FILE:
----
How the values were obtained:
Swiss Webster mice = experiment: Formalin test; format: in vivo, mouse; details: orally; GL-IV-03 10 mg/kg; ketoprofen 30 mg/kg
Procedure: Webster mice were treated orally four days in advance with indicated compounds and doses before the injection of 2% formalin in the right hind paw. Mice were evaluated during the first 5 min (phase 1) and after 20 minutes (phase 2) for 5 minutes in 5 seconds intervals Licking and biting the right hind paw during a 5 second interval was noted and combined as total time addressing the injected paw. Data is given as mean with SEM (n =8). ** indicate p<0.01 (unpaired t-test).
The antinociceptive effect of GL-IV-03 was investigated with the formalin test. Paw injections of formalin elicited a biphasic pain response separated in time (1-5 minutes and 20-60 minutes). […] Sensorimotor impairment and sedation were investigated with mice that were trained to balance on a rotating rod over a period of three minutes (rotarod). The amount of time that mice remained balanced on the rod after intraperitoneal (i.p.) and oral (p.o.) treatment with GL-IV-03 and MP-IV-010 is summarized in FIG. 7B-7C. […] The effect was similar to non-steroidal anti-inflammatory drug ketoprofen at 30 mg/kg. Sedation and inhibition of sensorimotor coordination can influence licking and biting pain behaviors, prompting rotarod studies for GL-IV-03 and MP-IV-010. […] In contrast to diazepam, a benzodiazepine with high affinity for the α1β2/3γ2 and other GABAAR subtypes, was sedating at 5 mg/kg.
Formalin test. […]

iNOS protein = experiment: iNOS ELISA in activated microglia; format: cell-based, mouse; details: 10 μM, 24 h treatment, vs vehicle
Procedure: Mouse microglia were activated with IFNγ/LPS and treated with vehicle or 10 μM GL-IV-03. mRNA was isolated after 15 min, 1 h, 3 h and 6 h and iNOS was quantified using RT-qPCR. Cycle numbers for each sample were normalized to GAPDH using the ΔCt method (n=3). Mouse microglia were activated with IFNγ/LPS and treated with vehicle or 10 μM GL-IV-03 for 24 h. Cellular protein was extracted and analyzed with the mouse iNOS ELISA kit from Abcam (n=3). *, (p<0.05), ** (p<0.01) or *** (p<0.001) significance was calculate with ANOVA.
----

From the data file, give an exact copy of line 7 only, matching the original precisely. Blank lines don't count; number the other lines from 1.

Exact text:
Procedure: Mouse microglia were activated with IFNγ/LPS and treated with vehicle or 10 μM GL-IV-03. mRNA was isolated after 15 min, 1 h, 3 h and 6 h and iNOS was quantified using RT-qPCR. Cycle numbers for each sample were normalized to GAPDH using the ΔCt method (n=3). Mouse microglia were activated with IFNγ/LPS and treated with vehicle or 10 μM GL-IV-03 for 24 h. Cellular protein was extracted and analyzed with the mouse iNOS ELISA kit from Abcam (n=3). *, (p<0.05), ** (p<0.01) or *** (p<0.001) significance was calculate with ANOVA.